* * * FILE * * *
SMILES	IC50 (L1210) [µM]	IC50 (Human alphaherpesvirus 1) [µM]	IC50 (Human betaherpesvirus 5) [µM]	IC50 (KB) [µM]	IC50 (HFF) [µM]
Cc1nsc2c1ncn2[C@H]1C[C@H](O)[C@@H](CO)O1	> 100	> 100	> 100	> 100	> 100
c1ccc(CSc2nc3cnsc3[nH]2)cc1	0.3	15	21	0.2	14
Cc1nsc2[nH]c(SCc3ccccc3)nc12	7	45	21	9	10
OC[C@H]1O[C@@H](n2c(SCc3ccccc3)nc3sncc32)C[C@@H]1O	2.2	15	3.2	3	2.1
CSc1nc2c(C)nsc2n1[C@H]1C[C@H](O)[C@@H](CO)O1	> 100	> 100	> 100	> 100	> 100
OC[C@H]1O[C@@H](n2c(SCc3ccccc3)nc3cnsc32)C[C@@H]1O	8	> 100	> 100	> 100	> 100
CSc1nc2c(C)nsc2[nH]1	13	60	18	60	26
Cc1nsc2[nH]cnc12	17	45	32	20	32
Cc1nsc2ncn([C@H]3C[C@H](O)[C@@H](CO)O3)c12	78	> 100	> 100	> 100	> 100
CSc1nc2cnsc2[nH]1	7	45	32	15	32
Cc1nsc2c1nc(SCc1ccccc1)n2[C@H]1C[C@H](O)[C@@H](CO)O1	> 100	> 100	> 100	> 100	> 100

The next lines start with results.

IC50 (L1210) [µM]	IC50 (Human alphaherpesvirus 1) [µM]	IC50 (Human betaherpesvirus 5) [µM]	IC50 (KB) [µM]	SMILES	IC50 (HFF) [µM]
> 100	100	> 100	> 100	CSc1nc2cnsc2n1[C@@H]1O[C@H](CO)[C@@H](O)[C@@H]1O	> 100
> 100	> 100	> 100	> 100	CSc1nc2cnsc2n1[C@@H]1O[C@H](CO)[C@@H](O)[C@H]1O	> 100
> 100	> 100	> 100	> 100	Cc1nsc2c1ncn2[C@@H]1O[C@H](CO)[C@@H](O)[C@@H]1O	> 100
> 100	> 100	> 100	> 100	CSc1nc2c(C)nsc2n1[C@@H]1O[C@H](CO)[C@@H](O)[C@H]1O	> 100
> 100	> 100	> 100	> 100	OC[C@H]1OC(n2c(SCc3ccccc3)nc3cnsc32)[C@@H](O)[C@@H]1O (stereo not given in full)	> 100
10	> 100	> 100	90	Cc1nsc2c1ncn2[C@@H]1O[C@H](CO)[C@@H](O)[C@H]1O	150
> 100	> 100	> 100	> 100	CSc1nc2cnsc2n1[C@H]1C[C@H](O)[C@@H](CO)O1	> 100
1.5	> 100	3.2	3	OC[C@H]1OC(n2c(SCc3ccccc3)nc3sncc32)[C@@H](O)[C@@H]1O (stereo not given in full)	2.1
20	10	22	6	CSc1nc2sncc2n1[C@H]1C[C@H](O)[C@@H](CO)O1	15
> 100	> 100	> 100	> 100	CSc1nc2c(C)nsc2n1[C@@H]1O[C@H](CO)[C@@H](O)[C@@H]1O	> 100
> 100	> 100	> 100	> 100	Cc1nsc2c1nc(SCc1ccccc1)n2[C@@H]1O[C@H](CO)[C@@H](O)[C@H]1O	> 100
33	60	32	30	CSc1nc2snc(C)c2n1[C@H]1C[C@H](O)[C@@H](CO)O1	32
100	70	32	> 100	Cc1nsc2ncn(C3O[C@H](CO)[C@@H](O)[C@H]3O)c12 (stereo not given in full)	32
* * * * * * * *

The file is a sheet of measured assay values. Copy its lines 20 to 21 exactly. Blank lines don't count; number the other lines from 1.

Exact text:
10	> 100	> 100	90	Cc1nsc2c1ncn2[C@@H]1O[C@H](CO)[C@@H](O)[C@H]1O	150
> 100	> 100	> 100	> 100	CSc1nc2cnsc2n1[C@H]1C[C@H](O)[C@@H](CO)O1	> 100